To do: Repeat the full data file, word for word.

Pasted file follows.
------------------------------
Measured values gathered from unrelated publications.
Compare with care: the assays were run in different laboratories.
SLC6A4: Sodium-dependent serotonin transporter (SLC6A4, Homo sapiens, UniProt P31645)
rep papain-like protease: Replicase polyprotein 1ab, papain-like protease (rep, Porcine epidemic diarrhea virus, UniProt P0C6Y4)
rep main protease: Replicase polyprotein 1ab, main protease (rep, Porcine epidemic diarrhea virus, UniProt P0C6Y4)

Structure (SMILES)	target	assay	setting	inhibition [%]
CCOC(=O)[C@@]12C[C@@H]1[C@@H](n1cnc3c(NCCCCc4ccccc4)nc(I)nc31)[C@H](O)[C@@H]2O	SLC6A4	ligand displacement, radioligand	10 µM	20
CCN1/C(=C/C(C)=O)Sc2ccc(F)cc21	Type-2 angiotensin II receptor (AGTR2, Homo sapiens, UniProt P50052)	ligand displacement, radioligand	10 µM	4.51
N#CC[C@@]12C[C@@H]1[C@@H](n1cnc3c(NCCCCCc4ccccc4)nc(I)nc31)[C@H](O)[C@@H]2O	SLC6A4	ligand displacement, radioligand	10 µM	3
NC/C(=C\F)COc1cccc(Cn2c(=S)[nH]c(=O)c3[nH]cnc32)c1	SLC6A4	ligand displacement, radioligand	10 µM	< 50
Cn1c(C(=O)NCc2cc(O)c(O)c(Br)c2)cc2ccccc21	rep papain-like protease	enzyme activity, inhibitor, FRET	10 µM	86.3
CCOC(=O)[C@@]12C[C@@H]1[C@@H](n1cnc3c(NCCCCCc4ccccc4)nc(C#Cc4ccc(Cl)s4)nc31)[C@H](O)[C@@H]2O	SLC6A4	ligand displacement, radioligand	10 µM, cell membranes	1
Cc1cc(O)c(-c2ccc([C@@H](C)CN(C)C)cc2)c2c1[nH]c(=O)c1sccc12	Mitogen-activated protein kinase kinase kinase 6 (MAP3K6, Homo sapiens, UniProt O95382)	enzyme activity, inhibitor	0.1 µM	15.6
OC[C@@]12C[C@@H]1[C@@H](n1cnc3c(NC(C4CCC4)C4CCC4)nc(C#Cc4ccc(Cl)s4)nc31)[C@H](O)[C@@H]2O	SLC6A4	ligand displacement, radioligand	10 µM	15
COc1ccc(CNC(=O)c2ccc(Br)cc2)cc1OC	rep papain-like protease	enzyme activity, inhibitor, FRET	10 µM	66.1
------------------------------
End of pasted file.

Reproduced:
Measured values gathered from unrelated publications.
Compare with care: the assays were run in different laboratories.
SLC6A4: Sodium-dependent serotonin transporter (SLC6A4, Homo sapiens, UniProt P31645)
rep papain-like protease: Replicase polyprotein 1ab, papain-like protease (rep, Porcine epidemic diarrhea virus, UniProt P0C6Y4)
rep main protease: Replicase polyprotein 1ab, main protease (rep, Porcine epidemic diarrhea virus, UniProt P0C6Y4)

Structure (SMILES)	target	assay	setting	inhibition [%]
CCOC(=O)[C@@]12C[C@@H]1[C@@H](n1cnc3c(NCCCCc4ccccc4)nc(I)nc31)[C@H](O)[C@@H]2O	SLC6A4	ligand displacement, radioligand	10 µM	20
CCN1/C(=C/C(C)=O)Sc2ccc(F)cc21	Type-2 angiotensin II receptor (AGTR2, Homo sapiens, UniProt P50052)	ligand displacement, radioligand	10 µM	4.51
N#CC[C@@]12C[C@@H]1[C@@H](n1cnc3c(NCCCCCc4ccccc4)nc(I)nc31)[C@H](O)[C@@H]2O	SLC6A4	ligand displacement, radioligand	10 µM	3
NC/C(=C\F)COc1cccc(Cn2c(=S)[nH]c(=O)c3[nH]cnc32)c1	SLC6A4	ligand displacement, radioligand	10 µM	< 50
Cn1c(C(=O)NCc2cc(O)c(O)c(Br)c2)cc2ccccc21	rep papain-like protease	enzyme activity, inhibitor, FRET	10 µM	86.3
CCOC(=O)[C@@]12C[C@@H]1[C@@H](n1cnc3c(NCCCCCc4ccccc4)nc(C#Cc4ccc(Cl)s4)nc31)[C@H](O)[C@@H]2O	SLC6A4	ligand displacement, radioligand	10 µM, cell membranes	1
Cc1cc(O)c(-c2ccc([C@@H](C)CN(C)C)cc2)c2c1[nH]c(=O)c1sccc12	Mitogen-activated protein kinase kinase kinase 6 (MAP3K6, Homo sapiens, UniProt O95382)	enzyme activity, inhibitor	0.1 µM	15.6
OC[C@@]12C[C@@H]1[C@@H](n1cnc3c(NC(C4CCC4)C4CCC4)nc(C#Cc4ccc(Cl)s4)nc31)[C@H](O)[C@@H]2O	SLC6A4	ligand displacement, radioligand	10 µM	15
COc1ccc(CNC(=O)c2ccc(Br)cc2)cc1OC	rep papain-like protease	enzyme activity, inhibitor, FRET	10 µM	66.1